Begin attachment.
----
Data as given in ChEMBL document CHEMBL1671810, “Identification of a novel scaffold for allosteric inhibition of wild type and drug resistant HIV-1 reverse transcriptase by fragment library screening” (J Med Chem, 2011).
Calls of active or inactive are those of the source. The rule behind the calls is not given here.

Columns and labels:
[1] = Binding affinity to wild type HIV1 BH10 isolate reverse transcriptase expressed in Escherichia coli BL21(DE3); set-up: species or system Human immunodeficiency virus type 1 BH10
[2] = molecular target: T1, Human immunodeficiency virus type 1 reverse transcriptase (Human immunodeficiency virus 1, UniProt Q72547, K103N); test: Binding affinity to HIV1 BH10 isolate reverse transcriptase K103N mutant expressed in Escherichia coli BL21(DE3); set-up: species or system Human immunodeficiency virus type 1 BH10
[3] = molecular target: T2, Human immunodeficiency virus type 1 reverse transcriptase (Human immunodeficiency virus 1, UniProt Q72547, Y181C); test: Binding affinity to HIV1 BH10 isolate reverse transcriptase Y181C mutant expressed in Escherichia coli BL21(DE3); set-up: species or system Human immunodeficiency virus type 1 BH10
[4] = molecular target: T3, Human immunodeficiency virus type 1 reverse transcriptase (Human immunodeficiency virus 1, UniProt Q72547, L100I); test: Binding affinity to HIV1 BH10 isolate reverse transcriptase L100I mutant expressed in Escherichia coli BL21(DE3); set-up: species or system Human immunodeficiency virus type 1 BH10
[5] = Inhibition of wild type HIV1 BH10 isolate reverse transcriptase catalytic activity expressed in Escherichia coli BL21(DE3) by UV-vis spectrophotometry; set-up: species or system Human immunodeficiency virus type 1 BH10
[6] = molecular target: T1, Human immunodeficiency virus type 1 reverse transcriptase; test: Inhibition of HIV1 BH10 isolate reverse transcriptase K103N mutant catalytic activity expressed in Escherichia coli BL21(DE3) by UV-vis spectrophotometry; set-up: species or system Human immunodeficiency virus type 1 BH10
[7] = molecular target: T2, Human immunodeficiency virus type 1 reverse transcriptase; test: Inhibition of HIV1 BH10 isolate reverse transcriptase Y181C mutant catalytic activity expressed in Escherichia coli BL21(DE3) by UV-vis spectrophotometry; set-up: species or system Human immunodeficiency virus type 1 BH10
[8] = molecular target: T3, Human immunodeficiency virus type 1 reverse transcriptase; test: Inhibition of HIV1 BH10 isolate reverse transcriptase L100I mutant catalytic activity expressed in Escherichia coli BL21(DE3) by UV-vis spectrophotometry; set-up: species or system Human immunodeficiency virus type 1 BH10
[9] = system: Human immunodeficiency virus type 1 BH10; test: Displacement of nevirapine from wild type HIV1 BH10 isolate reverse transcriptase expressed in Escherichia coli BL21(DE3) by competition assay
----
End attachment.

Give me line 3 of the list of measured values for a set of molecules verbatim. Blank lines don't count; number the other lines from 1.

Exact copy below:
Columns and labels: